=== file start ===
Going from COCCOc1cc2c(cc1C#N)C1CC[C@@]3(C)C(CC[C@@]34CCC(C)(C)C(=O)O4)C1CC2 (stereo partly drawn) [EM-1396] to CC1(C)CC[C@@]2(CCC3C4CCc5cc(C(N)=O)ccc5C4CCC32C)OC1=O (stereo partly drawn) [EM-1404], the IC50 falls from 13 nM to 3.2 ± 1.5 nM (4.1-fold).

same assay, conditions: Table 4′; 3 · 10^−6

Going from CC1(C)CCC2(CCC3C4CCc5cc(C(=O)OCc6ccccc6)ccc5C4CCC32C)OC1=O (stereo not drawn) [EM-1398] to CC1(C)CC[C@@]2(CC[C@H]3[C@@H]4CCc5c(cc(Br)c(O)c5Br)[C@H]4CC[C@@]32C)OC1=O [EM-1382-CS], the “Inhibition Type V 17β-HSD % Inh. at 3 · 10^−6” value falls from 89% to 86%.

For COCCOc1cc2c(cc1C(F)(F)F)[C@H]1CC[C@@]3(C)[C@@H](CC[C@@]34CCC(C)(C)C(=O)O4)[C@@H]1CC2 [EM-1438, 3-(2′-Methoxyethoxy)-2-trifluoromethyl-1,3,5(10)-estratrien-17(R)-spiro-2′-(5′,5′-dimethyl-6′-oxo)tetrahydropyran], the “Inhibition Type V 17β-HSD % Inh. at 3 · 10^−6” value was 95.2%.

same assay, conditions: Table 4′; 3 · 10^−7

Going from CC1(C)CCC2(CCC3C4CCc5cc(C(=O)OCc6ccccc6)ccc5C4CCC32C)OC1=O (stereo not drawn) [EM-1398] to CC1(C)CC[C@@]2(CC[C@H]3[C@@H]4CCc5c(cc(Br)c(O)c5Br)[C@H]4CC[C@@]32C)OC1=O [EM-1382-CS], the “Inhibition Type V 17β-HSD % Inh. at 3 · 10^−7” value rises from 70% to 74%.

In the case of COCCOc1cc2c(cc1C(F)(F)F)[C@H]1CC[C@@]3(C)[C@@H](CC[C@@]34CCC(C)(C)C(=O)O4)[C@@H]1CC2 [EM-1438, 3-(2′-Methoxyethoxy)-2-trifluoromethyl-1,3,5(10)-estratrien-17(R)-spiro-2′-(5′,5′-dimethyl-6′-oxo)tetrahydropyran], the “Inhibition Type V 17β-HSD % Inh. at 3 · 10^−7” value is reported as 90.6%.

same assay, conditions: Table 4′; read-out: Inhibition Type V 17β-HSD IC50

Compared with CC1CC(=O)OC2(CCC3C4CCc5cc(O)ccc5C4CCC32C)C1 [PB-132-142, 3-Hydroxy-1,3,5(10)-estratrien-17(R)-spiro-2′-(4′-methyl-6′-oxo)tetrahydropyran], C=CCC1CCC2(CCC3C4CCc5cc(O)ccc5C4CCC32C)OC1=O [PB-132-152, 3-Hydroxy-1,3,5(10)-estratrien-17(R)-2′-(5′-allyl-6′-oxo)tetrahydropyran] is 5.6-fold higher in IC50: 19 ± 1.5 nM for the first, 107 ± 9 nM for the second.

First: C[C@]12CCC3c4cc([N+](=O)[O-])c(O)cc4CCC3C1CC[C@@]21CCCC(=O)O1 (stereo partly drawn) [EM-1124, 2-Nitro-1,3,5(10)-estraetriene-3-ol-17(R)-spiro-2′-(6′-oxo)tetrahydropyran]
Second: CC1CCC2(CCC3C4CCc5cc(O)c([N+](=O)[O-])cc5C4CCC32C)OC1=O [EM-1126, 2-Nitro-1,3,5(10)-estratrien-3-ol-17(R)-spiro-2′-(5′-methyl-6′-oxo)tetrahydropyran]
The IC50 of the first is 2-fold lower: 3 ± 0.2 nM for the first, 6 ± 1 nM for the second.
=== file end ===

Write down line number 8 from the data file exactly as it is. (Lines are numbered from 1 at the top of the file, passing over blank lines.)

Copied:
same assay, conditions: Table 4′; read-out: Inhibition Type V 17β-HSD IC50